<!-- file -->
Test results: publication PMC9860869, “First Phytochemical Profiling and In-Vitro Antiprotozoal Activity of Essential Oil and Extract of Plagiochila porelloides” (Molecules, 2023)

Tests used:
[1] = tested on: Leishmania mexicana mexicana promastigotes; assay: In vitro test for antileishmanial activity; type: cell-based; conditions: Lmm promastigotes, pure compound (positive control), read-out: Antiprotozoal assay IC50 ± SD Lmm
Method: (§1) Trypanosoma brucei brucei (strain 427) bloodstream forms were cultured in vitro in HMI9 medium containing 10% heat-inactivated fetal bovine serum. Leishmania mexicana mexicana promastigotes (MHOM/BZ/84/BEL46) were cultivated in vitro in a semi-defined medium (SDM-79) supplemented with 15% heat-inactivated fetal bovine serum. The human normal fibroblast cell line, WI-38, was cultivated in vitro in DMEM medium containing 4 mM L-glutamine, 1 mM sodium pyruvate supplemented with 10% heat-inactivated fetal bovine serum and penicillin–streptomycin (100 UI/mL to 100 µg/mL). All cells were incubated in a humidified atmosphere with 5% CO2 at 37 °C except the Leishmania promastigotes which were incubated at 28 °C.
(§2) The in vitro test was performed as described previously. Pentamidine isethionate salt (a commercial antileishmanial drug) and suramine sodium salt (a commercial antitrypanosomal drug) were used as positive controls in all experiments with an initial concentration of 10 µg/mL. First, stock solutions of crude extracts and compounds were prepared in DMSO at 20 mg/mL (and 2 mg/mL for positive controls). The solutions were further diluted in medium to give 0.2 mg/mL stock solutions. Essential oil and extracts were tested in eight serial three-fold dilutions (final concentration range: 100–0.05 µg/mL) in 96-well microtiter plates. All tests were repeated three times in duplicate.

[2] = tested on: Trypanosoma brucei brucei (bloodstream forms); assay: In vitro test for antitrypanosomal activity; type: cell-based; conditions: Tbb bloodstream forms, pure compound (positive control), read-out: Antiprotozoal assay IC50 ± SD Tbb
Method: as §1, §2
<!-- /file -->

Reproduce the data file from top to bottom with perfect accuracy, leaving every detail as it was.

Test results: publication PMC9860869, “First Phytochemical Profiling and In-Vitro Antiprotozoal Activity of Essential Oil and Extract of Plagiochila porelloides” (Molecules, 2023)

Tests used:
[1] = tested on: Leishmania mexicana mexicana promastigotes; assay: In vitro test for antileishmanial activity; type: cell-based; conditions: Lmm promastigotes, pure compound (positive control), read-out: Antiprotozoal assay IC50 ± SD Lmm
Method: (§1) Trypanosoma brucei brucei (strain 427) bloodstream forms were cultured in vitro in HMI9 medium containing 10% heat-inactivated fetal bovine serum. Leishmania mexicana mexicana promastigotes (MHOM/BZ/84/BEL46) were cultivated in vitro in a semi-defined medium (SDM-79) supplemented with 15% heat-inactivated fetal bovine serum. The human normal fibroblast cell line, WI-38, was cultivated in vitro in DMEM medium containing 4 mM L-glutamine, 1 mM sodium pyruvate supplemented with 10% heat-inactivated fetal bovine serum and penicillin–streptomycin (100 UI/mL to 100 µg/mL). All cells were incubated in a humidified atmosphere with 5% CO2 at 37 °C except the Leishmania promastigotes which were incubated at 28 °C.
(§2) The in vitro test was performed as described previously. Pentamidine isethionate salt (a commercial antileishmanial drug) and suramine sodium salt (a commercial antitrypanosomal drug) were used as positive controls in all experiments with an initial concentration of 10 µg/mL. First, stock solutions of crude extracts and compounds were prepared in DMSO at 20 mg/mL (and 2 mg/mL for positive controls). The solutions were further diluted in medium to give 0.2 mg/mL stock solutions. Essential oil and extracts were tested in eight serial three-fold dilutions (final concentration range: 100–0.05 µg/mL) in 96-well microtiter plates. All tests were repeated three times in duplicate.

[2] = tested on: Trypanosoma brucei brucei (bloodstream forms); assay: In vitro test for antitrypanosomal activity; type: cell-based; conditions: Tbb bloodstream forms, pure compound (positive control), read-out: Antiprotozoal assay IC50 ± SD Tbb
Method: as §1, §2